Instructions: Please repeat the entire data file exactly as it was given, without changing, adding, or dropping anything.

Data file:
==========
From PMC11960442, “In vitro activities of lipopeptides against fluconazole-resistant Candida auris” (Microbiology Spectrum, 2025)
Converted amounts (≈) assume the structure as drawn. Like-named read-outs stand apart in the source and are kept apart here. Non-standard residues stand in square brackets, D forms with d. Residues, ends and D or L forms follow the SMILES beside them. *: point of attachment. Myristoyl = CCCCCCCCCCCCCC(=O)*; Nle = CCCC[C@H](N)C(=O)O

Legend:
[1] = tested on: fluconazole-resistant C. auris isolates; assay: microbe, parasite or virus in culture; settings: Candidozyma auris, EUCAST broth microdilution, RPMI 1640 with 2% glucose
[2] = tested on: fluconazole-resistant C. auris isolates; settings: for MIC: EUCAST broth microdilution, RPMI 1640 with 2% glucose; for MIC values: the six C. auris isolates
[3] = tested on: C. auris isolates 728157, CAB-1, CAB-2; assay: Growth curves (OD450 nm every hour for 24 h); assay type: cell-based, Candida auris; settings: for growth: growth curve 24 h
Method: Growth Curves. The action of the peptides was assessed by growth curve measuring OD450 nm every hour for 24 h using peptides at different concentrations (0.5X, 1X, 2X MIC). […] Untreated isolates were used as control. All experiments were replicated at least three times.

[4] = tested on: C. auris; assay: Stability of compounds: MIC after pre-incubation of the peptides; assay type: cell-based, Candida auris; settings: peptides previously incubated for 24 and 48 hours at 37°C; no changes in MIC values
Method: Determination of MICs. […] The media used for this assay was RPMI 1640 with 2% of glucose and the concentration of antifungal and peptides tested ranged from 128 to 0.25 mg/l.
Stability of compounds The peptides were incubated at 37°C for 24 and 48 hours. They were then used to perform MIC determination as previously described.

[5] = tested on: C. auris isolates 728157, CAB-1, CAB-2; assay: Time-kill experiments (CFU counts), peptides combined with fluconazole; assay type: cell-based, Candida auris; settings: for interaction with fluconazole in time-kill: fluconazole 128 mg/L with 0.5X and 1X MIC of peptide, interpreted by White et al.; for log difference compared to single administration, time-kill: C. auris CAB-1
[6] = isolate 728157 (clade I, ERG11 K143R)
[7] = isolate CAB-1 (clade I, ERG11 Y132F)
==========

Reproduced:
From PMC11960442, “In vitro activities of lipopeptides against fluconazole-resistant Candida auris” (Microbiology Spectrum, 2025)
Converted amounts (≈) assume the structure as drawn. Like-named read-outs stand apart in the source and are kept apart here. Non-standard residues stand in square brackets, D forms with d. Residues, ends and D or L forms follow the SMILES beside them. *: point of attachment. Myristoyl = CCCCCCCCCCCCCC(=O)*; Nle = CCCC[C@H](N)C(=O)O

Legend:
[1] = tested on: fluconazole-resistant C. auris isolates; assay: microbe, parasite or virus in culture; settings: Candidozyma auris, EUCAST broth microdilution, RPMI 1640 with 2% glucose
[2] = tested on: fluconazole-resistant C. auris isolates; settings: for MIC: EUCAST broth microdilution, RPMI 1640 with 2% glucose; for MIC values: the six C. auris isolates
[3] = tested on: C. auris isolates 728157, CAB-1, CAB-2; assay: Growth curves (OD450 nm every hour for 24 h); assay type: cell-based, Candida auris; settings: for growth: growth curve 24 h
Method: Growth Curves. The action of the peptides was assessed by growth curve measuring OD450 nm every hour for 24 h using peptides at different concentrations (0.5X, 1X, 2X MIC). […] Untreated isolates were used as control. All experiments were replicated at least three times.

[4] = tested on: C. auris; assay: Stability of compounds: MIC after pre-incubation of the peptides; assay type: cell-based, Candida auris; settings: peptides previously incubated for 24 and 48 hours at 37°C; no changes in MIC values
Method: Determination of MICs. […] The media used for this assay was RPMI 1640 with 2% of glucose and the concentration of antifungal and peptides tested ranged from 128 to 0.25 mg/l.
Stability of compounds The peptides were incubated at 37°C for 24 and 48 hours. They were then used to perform MIC determination as previously described.

[5] = tested on: C. auris isolates 728157, CAB-1, CAB-2; assay: Time-kill experiments (CFU counts), peptides combined with fluconazole; assay type: cell-based, Candida auris; settings: for interaction with fluconazole in time-kill: fluconazole 128 mg/L with 0.5X and 1X MIC of peptide, interpreted by White et al.; for log difference compared to single administration, time-kill: C. auris CAB-1
[6] = isolate 728157 (clade I, ERG11 K143R)
[7] = isolate CAB-1 (clade I, ERG11 Y132F)